I am Linda and along with my husband Richard and our dog Muffin we enjoy our summers on the UK's canal system

Sunday 14 May 2023

May 2023 - Welford Junction, Foxton and Newton Harcourt

Welford Junction (Leicester Line) - Wednesday 10th May

There was rain forecast again for the afternoon, so we were away by 10am.  It should have been earlier, but we are useless at doing that!

It was a quiet day for me, catching up on things and starting on the planning for our BIG trip next year.  We are off to Singapore, New Zealand (6 weeks in a campervan), Tasmania, Sydney and finally San Francisco before heading home.

Meanwhile Richard navigated Crick Tunnel and braved some rain!

We passed four goose families within a few yards of each other. I wonder if they usually hang around together.

We wanted to moor just before Welford Junction, which we did, but the hedge has grown up since we were last there.  I kept asking Richard to move a few yards so that we could get a good view.  This was our final spot! 

Just beside us were some steps leading downwards.  If we had gone down, we would have found the River Avon.  This is the Warwickshire Avon which has its source at Naseby, a short distance from where we were.  The river runs through an aqueduct under the canal. 

The Welford Arm was opened in 1814 and was originally built as a navigable feeder to link the Sulby, Welford and Naseby Reservoirs with the 'old' Grand Union Canal.  The wharf at the end of the canal served the needs of the local industry and limestone was bought in to be burnt in the kilns alongside the wharf. The wharf was also used to unload and sell coal from the local towns.  Originally there were three mills along the Welford Arm. Bosworth Mill beside Bridge 1, then Naseby Mill and finally Welford Mill just before Welford Lock. All that remains of the lift bridge that served the mill is a single wooden post.  When trade stopped the canal fell into decline and ceased to be used for navigation. The Welford Arm fell into disrepair in the early part of the twentieth century and was re-opened to navigation in 1969.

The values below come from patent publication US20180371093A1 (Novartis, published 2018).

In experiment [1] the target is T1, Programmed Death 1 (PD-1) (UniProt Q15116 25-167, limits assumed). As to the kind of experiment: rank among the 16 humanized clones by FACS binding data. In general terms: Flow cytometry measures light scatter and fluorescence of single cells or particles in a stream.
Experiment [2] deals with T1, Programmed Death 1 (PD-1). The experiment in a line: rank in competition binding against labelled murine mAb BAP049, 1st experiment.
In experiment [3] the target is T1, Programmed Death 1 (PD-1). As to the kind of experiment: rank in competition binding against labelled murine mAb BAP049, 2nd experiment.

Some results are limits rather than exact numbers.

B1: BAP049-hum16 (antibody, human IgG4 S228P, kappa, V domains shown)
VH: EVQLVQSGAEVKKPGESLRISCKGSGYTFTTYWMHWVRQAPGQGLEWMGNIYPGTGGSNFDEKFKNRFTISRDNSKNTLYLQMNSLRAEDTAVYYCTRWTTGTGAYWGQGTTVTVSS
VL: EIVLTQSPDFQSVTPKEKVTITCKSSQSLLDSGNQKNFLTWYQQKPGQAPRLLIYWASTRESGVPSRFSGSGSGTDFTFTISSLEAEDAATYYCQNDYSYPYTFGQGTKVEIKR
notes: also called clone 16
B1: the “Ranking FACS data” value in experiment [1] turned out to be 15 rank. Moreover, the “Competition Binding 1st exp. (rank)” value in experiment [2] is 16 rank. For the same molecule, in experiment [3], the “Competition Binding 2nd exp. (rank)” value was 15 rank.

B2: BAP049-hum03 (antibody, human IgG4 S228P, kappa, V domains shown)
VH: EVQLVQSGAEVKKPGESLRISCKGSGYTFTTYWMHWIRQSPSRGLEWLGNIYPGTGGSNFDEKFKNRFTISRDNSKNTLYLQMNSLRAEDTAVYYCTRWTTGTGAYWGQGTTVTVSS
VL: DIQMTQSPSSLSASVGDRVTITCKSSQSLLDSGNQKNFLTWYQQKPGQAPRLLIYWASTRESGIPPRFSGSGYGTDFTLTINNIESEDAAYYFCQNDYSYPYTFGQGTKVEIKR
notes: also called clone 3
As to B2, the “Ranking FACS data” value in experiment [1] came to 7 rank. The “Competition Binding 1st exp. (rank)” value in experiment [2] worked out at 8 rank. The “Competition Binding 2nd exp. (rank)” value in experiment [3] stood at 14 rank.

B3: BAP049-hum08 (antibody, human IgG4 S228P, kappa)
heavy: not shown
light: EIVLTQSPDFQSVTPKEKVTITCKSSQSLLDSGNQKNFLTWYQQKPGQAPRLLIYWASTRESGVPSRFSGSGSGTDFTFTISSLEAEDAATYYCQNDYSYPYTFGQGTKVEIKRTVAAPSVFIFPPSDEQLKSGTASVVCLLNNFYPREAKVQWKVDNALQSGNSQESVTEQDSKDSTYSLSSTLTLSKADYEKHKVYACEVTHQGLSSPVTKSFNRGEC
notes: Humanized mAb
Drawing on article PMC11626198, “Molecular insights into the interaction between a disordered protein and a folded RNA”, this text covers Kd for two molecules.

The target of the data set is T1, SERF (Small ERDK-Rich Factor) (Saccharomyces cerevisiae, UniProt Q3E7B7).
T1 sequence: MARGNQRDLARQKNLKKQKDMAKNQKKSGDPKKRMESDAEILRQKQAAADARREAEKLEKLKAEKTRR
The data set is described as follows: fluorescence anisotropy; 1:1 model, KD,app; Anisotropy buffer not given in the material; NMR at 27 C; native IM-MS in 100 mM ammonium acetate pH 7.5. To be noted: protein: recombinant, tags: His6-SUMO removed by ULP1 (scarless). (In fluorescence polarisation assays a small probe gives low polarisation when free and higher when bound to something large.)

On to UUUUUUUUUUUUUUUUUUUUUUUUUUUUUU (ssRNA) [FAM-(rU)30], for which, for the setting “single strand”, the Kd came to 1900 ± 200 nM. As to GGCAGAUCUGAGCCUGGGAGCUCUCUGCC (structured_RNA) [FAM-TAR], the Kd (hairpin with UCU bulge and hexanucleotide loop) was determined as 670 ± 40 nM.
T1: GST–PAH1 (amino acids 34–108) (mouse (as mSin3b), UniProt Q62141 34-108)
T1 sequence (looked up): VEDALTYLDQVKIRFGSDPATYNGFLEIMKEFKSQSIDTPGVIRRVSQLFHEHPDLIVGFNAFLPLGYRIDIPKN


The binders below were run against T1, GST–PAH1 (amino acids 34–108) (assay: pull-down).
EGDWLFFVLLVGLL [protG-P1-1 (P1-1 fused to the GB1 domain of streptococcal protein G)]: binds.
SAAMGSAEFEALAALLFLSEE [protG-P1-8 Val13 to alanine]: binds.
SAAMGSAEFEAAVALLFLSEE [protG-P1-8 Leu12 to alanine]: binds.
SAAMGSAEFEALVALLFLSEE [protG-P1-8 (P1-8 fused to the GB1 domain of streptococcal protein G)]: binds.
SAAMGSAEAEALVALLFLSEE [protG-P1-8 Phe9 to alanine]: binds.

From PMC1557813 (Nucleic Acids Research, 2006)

12.44 miles
0 lock

Rainbow Bridge – Number 62 (Leicester Line) - Thursday 11th May

The forecast for today wasn’t good but, in fact, it turned into a nice day where we were!

Paul Balmer’s Waterway Routes maps name a good many bridges - I don’t think we will moor at number 50!

We had Husbands Bosworth Tunnel to do today.  I have often wondered why it is called Husbands Bosworth.  Some research showed me that the prefix 'Husbands' was not established until the late 16th and early 17th century and is believed to have been adopted in order to distinguish between the village of the 'husbandmen' and Market Bosworth.  So, what is a husbandman?  It is one who cultivates the earth – a farmer.

We moored up at the top of Foxton Locks for lunch and then made our way down.  There was one boat on its way down in front of us and two behind us, but fortunately there were none coming up.  The lock flight consists of two "staircases" each of five locks and are the longest, steepest staircase flight of locks in Britain and were built in 1810. They raise boats 75ft and can be a real bottleneck in the summer. In 1900 an inclined plane was built alongside which raised boats in 12 minutes. This was expensive to maintain and was only used for 10 years. The large amount of leisure boats using the canal today has led to a plan to rebuild it.

We moored up just after the bottom lock and the sun shone all afternoon, but someone was getting quite a storm – we could hear the thunder crashing in the distance.

We went to the Foxton Locks Inn for dinner.  The food was very good, and they are dog friendly, with dogs having their own menu but there are only a few tables inside which are dog friendly.

7.63 miles
10 locks

High Bridge – Number 79 (Leicester Line) - Friday 12th May

The cygnets back at Dunchurch Pools hatched yesterday.  These wonderful photos were taken by Andy Burns at the marina.  I hope there will be some more when they are allowed out of the nest. 

Our plan was to get as far as lock 27 today but we gave up quite a bit short of it!  It was a cold, grey day with a chilly wind which blew the boat all over the place at locks.  The 5 locks we did were all empty, so we just didn’t have the motivation to go any further.  We have days in hand, so it isn’t a problem.  We had come through a very dark tree lined bit of the canal then came out into open space again.  We moored up with a view of fields and a tree lined hill in the distance.  Oh, and we had the heating on

At Taylor’s Turnover Lock there is a wedding venue which is new since we last came this way.  It consists of a large wedding tipi, as well as a beautiful bridal suite, glamping pods and bedrooms.  I looked it up on the internet and if you have time do check this out, I think it’s great thing to have on your website.  Bridge House Barn

Yesterday we saw this enormous pulley wheel.  It was one of 10 such wheels which guided the cables from the winding drum at the top of the Inclined Plane Boat Lift down to the bottom and back up.  If you would like to know more about the Foxton boat lift, have a look here.  Foxton Inclined Plane Boat Lift 

7 miles
5 locks

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